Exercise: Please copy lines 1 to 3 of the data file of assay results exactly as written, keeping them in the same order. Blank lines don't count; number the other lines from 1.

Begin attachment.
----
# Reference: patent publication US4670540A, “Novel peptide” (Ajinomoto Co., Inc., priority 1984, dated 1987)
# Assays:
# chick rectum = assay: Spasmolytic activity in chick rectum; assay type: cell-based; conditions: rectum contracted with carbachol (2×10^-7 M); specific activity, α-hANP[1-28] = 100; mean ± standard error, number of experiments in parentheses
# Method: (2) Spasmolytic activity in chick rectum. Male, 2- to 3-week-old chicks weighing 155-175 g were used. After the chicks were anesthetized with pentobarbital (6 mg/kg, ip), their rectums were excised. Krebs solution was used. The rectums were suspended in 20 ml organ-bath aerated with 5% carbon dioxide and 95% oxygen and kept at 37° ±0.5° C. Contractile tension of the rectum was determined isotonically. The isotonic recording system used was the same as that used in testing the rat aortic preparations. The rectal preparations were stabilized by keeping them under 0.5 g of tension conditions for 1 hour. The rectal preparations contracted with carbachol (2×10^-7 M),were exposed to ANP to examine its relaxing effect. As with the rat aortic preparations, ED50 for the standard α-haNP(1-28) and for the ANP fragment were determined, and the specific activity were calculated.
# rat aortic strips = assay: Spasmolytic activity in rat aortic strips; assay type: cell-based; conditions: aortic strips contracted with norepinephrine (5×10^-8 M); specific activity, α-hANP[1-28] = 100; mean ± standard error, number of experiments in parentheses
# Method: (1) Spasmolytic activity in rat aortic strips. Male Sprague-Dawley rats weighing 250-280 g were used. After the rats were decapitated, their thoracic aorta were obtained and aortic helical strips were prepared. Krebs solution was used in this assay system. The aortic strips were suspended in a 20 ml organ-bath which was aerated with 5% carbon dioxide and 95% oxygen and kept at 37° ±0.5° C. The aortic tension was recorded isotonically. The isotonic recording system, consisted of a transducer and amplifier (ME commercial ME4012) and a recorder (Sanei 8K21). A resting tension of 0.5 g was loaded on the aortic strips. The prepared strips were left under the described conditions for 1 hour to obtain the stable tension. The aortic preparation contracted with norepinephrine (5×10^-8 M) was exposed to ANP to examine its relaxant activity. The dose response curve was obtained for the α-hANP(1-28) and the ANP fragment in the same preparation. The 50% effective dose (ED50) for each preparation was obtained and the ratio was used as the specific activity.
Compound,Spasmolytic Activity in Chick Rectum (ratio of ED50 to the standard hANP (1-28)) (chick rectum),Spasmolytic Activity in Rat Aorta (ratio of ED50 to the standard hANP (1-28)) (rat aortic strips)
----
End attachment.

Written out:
# Reference: patent publication US4670540A, “Novel peptide” (Ajinomoto Co., Inc., priority 1984, dated 1987)
# Assays:
# chick rectum = assay: Spasmolytic activity in chick rectum; assay type: cell-based; conditions: rectum contracted with carbachol (2×10^-7 M); specific activity, α-hANP[1-28] = 100; mean ± standard error, number of experiments in parentheses